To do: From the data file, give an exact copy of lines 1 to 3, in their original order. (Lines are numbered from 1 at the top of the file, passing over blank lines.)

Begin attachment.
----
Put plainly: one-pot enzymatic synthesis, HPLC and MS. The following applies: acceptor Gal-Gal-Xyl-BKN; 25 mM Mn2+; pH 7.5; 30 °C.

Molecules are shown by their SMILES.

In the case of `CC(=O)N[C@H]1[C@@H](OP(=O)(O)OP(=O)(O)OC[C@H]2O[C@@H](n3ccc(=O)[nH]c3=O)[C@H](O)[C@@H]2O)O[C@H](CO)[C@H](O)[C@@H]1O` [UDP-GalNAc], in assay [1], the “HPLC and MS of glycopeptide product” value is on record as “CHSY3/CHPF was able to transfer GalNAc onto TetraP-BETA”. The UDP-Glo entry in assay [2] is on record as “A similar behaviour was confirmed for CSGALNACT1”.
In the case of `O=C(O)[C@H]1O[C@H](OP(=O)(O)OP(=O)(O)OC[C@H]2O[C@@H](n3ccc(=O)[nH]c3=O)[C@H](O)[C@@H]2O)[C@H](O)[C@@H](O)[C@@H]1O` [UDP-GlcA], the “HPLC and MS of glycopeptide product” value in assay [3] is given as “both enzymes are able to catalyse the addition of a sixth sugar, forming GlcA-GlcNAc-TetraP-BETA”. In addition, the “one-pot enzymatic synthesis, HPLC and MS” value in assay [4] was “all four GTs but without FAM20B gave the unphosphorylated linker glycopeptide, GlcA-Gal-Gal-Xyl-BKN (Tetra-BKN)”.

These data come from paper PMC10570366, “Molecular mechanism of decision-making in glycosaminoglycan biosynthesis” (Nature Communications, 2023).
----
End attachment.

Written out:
Put plainly: one-pot enzymatic synthesis, HPLC and MS. The following applies: acceptor Gal-Gal-Xyl-BKN; 25 mM Mn2+; pH 7.5; 30 °C.

Molecules are shown by their SMILES.

In the case of `CC(=O)N[C@H]1[C@@H](OP(=O)(O)OP(=O)(O)OC[C@H]2O[C@@H](n3ccc(=O)[nH]c3=O)[C@H](O)[C@@H]2O)O[C@H](CO)[C@H](O)[C@@H]1O` [UDP-GalNAc], in assay [1], the “HPLC and MS of glycopeptide product” value is on record as “CHSY3/CHPF was able to transfer GalNAc onto TetraP-BETA”. The UDP-Glo entry in assay [2] is on record as “A similar behaviour was confirmed for CSGALNACT1”.